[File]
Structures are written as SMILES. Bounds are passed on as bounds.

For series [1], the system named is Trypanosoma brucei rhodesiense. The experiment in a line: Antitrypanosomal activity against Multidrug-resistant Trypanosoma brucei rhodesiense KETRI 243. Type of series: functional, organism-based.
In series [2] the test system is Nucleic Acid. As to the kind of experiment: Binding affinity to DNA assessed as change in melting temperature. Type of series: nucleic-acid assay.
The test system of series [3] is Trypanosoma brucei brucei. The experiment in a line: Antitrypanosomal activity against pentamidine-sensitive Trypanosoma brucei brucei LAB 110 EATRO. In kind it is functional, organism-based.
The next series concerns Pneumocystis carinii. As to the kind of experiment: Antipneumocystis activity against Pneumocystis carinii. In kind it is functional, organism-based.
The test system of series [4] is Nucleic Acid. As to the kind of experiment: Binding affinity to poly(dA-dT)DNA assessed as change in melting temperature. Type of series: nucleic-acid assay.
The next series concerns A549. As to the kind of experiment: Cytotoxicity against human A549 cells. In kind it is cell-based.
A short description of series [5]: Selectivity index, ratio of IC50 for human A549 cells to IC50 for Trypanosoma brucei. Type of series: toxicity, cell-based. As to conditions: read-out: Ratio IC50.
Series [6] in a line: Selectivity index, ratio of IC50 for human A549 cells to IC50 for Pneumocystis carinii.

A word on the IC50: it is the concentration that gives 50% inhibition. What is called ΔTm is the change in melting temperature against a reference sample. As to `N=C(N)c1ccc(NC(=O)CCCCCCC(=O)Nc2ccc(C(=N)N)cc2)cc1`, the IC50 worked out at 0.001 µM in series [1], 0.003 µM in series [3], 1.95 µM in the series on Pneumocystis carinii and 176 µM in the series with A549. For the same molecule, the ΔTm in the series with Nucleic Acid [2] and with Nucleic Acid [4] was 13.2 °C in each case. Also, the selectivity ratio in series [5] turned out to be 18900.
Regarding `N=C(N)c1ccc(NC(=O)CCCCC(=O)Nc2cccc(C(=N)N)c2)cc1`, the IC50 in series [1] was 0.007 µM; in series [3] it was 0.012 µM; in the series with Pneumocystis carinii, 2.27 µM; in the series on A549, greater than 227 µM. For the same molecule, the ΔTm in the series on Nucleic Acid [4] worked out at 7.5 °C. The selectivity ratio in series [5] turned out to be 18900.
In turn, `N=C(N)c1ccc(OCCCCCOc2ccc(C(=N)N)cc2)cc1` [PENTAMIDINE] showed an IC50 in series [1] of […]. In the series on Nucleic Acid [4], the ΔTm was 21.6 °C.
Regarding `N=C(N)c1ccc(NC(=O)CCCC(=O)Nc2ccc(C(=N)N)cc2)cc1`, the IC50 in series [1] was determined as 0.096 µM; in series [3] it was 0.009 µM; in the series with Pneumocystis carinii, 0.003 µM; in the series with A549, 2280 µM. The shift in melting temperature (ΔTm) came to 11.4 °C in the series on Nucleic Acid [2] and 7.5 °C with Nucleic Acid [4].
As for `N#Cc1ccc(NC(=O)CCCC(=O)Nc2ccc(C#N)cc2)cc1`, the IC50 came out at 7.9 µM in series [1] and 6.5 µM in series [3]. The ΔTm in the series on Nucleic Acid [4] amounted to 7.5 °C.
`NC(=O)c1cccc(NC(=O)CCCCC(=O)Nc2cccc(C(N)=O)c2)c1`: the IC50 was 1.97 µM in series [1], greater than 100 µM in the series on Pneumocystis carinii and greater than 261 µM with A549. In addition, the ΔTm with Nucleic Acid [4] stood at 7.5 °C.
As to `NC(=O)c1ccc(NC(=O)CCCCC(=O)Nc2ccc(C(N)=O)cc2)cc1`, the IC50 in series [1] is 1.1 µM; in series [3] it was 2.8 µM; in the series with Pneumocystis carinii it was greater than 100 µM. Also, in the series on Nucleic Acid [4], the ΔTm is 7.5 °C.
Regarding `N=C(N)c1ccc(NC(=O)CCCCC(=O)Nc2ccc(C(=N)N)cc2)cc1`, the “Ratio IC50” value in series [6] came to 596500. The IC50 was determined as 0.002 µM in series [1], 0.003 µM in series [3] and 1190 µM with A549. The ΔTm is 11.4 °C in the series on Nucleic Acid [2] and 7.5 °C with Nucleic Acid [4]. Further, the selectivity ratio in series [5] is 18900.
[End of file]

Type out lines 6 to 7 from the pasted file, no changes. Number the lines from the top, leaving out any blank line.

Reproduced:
The test system of series [4] is Nucleic Acid. As to the kind of experiment: Binding affinity to poly(dA-dT)DNA assessed as change in melting temperature. Type of series: nucleic-acid assay.
The next series concerns A549. As to the kind of experiment: Cytotoxicity against human A549 cells. In kind it is cell-based.